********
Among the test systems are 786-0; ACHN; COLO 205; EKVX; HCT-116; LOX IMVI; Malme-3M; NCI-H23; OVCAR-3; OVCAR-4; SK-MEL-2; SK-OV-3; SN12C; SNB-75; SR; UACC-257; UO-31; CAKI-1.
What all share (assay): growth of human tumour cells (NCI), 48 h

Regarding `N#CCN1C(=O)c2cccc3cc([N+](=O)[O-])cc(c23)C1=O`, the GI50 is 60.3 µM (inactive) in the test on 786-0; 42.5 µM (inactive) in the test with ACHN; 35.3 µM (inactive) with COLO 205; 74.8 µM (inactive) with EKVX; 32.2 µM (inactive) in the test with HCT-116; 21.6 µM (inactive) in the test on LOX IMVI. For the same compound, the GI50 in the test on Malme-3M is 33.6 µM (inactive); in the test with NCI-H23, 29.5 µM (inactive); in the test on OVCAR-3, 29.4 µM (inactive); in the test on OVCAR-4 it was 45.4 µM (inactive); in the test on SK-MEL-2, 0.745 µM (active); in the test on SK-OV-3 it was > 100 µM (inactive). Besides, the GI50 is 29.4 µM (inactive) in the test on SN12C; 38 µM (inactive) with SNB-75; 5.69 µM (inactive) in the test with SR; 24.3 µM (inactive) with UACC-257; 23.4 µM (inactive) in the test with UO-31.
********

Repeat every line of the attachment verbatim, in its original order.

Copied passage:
Among the test systems are 786-0; ACHN; COLO 205; EKVX; HCT-116; LOX IMVI; Malme-3M; NCI-H23; OVCAR-3; OVCAR-4; SK-MEL-2; SK-OV-3; SN12C; SNB-75; SR; UACC-257; UO-31; CAKI-1.
What all share (assay): growth of human tumour cells (NCI), 48 h

Regarding `N#CCN1C(=O)c2cccc3cc([N+](=O)[O-])cc(c23)C1=O`, the GI50 is 60.3 µM (inactive) in the test on 786-0; 42.5 µM (inactive) in the test with ACHN; 35.3 µM (inactive) with COLO 205; 74.8 µM (inactive) with EKVX; 32.2 µM (inactive) in the test with HCT-116; 21.6 µM (inactive) in the test on LOX IMVI. For the same compound, the GI50 in the test on Malme-3M is 33.6 µM (inactive); in the test with NCI-H23, 29.5 µM (inactive); in the test on OVCAR-3, 29.4 µM (inactive); in the test on OVCAR-4 it was 45.4 µM (inactive); in the test on SK-MEL-2, 0.745 µM (active); in the test on SK-OV-3 it was > 100 µM (inactive). Besides, the GI50 is 29.4 µM (inactive) in the test on SN12C; 38 µM (inactive) with SNB-75; 5.69 µM (inactive) in the test with SR; 24.3 µM (inactive) with UACC-257; 23.4 µM (inactive) in the test with UO-31.